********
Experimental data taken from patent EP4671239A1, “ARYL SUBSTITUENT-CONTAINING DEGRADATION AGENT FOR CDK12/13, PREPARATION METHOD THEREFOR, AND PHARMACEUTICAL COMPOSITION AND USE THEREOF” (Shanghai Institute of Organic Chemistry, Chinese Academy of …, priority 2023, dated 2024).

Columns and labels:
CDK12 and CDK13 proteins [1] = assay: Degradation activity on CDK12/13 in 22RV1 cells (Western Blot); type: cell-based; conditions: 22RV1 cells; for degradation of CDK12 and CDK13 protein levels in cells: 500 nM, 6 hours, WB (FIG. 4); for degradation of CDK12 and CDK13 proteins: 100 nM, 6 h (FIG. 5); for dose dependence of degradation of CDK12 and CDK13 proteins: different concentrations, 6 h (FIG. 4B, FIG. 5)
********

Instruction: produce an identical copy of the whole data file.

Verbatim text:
Experimental data taken from patent EP4671239A1, “ARYL SUBSTITUENT-CONTAINING DEGRADATION AGENT FOR CDK12/13, PREPARATION METHOD THEREFOR, AND PHARMACEUTICAL COMPOSITION AND USE THEREOF” (Shanghai Institute of Organic Chemistry, Chinese Academy of …, priority 2023, dated 2024).

Columns and labels:
CDK12 and CDK13 proteins [1] = assay: Degradation activity on CDK12/13 in 22RV1 cells (Western Blot); type: cell-based; conditions: 22RV1 cells; for degradation of CDK12 and CDK13 protein levels in cells: 500 nM, 6 hours, WB (FIG. 4); for degradation of CDK12 and CDK13 proteins: 100 nM, 6 h (FIG. 5); for dose dependence of degradation of CDK12 and CDK13 proteins: different concentrations, 6 h (FIG. 4B, FIG. 5)